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The Daily Wildcat

The Daily Wildcat

 

The strength of a Pac

Every time the Intercollegiate Tennis Association updates its rankings of the top-75 teams in the nation, you can bet one on thing — well, six or seven things this season in particular.

The Pacific 10 Conference will be making its mark.

If you’re tired of hearing about the South Eastern Conference in football or the Atlantic Coast and Big East Conferences in basketball, then why don’t you come over to college tennis, where the Pac-10 reigns?

According to the rankings released March 2, the Pac-10 has six men’s teams in the rankings and seven women’s teams in the top slots. In fact, five of the six ranked men’s teams all are in the top-25, with Arizona being the only outsider at a strong No. 35. Talk about dominating.

Because ASU, Oregon State and Washington State do not field men’s tennis teams, Oregon is the only non-ranked school, and even so, they hold a 10-3 record. This is after finishing near the bottom of the conference last year.

The women are no different. They have five of their seven ranked schools in the top-20.

The top teams in the Pac-10 not only lead the conference but also make up the nation’s cream of the crop. Then you can see those schools. For the men, it’s USC and UCLA at No. 5 and 6, respectively, with the women having UCLA and California at No. 4 and 5, respectively.

Even with Arizona at No. 39 for the women and Arizona State at No. 44, being ranked at that level is no small feat.

“”Even though the Pac-10 has always been the best conference, things have shifted a lot and, in my opinion, most schools have gotten even stronger all the way down the line-up,”” said Arizona women’s head coach Vicky Maes, who played tennis on the UA women’s team in the late ‘90s.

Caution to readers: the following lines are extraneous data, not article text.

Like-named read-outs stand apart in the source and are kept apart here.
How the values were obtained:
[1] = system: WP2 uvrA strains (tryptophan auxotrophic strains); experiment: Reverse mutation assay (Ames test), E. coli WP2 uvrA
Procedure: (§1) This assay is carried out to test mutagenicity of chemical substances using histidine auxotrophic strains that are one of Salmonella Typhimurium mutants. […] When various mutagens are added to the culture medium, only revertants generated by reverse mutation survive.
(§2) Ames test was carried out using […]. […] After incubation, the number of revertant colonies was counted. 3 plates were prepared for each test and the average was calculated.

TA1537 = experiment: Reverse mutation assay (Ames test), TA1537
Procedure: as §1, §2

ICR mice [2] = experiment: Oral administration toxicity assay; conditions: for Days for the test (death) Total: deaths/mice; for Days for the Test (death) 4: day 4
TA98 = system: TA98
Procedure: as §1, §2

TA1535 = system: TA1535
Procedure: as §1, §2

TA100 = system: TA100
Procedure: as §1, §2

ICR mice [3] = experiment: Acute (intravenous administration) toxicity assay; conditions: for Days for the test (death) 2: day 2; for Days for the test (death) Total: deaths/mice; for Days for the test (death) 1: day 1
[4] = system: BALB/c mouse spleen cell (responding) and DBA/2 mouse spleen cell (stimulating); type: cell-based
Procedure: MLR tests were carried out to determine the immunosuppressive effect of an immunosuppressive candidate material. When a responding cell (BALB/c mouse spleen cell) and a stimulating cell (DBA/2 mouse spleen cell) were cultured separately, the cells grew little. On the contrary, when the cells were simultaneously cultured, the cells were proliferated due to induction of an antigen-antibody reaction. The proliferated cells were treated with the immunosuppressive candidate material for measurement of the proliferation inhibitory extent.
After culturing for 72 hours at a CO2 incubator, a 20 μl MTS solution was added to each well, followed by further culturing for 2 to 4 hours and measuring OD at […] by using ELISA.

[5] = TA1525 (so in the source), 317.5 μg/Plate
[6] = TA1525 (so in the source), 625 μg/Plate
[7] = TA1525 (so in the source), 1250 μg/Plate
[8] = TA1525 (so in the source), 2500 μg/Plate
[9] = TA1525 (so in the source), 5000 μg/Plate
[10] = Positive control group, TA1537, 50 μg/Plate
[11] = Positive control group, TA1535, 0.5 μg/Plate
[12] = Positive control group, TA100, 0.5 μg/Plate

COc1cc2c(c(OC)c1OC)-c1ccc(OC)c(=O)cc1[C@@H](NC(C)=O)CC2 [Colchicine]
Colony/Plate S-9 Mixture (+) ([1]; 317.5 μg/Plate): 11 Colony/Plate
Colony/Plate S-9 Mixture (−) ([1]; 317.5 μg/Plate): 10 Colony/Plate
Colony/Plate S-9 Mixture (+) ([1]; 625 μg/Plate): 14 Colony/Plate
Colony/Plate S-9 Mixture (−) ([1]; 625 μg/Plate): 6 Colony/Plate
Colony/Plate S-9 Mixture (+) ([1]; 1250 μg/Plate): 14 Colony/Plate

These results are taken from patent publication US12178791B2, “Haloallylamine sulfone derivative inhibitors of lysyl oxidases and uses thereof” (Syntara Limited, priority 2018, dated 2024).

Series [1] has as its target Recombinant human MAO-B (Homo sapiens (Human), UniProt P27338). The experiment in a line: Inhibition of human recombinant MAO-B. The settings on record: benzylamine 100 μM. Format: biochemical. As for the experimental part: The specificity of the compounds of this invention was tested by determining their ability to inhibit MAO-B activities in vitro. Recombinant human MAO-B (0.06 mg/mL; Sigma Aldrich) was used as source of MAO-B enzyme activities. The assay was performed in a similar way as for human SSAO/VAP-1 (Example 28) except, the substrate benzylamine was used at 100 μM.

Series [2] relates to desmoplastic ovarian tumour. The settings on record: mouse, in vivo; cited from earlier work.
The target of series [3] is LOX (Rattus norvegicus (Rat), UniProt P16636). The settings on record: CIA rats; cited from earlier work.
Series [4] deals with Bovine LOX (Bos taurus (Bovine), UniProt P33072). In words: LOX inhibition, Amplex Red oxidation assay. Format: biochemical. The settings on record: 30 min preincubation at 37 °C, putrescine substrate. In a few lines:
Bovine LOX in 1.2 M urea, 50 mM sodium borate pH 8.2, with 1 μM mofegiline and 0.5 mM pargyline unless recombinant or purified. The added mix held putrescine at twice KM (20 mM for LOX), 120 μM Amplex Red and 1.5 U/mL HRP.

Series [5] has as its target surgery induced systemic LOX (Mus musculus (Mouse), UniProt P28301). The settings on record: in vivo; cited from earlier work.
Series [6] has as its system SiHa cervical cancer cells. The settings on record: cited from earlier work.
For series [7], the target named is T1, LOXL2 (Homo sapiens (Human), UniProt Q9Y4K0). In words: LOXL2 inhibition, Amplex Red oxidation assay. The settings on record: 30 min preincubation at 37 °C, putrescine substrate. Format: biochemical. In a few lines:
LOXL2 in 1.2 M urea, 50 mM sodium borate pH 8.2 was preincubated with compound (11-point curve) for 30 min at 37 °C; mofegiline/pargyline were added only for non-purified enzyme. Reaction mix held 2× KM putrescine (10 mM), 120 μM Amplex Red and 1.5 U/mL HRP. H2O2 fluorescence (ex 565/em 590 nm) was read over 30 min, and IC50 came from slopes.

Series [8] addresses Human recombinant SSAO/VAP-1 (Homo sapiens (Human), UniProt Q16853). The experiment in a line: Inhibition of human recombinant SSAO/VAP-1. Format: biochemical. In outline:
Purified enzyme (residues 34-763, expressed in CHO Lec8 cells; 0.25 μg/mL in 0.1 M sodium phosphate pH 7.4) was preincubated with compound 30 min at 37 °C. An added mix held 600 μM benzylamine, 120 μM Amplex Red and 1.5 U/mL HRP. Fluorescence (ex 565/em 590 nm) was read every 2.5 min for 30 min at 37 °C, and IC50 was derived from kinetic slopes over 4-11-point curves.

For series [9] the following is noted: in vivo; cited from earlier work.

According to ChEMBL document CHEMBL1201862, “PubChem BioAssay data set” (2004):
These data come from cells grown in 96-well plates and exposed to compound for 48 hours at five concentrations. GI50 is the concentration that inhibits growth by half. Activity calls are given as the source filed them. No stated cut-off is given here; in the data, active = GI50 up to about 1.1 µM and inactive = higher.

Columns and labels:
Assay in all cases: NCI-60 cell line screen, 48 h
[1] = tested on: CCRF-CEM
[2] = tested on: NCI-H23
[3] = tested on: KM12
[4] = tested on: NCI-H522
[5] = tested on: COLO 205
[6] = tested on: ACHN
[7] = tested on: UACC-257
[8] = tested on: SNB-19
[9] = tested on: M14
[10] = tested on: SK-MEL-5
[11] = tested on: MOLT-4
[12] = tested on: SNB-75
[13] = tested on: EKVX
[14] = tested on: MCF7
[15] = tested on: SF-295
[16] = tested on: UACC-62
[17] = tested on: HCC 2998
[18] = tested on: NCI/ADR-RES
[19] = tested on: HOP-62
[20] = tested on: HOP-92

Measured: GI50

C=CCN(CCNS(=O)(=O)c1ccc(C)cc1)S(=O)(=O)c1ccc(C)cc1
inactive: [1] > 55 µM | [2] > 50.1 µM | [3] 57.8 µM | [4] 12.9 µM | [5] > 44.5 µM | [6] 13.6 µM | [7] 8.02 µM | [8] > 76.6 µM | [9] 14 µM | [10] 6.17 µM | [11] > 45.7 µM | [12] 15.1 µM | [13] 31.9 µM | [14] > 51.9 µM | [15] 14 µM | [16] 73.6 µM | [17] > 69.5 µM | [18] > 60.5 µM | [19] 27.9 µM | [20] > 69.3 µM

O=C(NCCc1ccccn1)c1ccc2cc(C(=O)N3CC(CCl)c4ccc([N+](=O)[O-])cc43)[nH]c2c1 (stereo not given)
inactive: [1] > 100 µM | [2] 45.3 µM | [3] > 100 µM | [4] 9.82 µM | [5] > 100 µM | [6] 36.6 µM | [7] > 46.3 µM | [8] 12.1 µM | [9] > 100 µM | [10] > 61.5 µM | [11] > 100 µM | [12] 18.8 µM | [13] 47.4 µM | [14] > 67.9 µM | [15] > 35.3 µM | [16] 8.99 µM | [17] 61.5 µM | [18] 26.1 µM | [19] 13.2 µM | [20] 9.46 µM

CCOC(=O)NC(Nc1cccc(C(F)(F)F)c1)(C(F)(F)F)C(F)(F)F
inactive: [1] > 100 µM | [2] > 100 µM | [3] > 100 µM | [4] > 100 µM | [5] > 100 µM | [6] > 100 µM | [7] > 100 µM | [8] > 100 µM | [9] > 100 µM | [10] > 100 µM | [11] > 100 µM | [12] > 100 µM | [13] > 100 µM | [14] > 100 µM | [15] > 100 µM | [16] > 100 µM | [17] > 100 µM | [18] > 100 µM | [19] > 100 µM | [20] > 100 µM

The fact that schools all around have improved is a testament to how good the Pac-10 actually is.

To give you another example, the men’s national champion last year, USC, didn’t even win the conference. That distinction went to the Bruins of UCLA.

“”USC, UCLA, Stanford, Cal, those are teams that other (schools) would love to have on their schedule, and yet we get to play some of them at home even,”” said men’s assistant coach Tom Lloyd, who played tennis for the Wildcats in the early 2000s.

There is no loss of excitement for the UA players, as they get to play some of the nation’s elite on a regular basis.

“”I mean, if you are not motivated when you play Stanford, who has the most national championships in the nation, or Cal, who has been runner up at the National Championship these past two years, then you can go home,”” said senior women’s player Ariane Masschelein.

Even when interviewing Scott Treibly, the head coach and director of college placement at the IMG Bollettieri Academy in Florida, on an entirely different topic, he couldn’t help but bring up the strength of the Pac-10.

“”When you’re talking about college tennis, you can’t pick a better conference to play in where you have a chance to play some of the best athletes in college tennis,”” he said of the Pac-10.

And that’s coming from a national director of college placement.

Evidence of the conference’s superiority is clear when looking at its championship history as well.

On the women’s side, since 2000, six of the 10 NCAA Division I Championships have been won by a Pac-10 school. Although, it should be noted that Stanford accounts for five of those, and, since the women’s championship began playing in 1982, the Cardinal have 15 championships.

For the men, there was a streak from 1973 to 2002 in which the

Pac-10, more specifically Stanford, UCLA or USC, won the championship every single year.

As for this season’s Wildcats, they are continually cementing themselves as one of the stereotypical Pac-10 teams that nobody wants to play, and people take notice.

And, as the Wildcats gear up for their month-long grind in conference play, there’s no question that difficulties will arise, but it’s something that will make them stronger in the end and continue to show that the conference as the best in the nation.

Berkowitz summed it up nicely with a statement echoed by others: “”You talk about the Pac-10, you call it the conference of champions, and that’s definitely the case in tennis, that’s for sure.””

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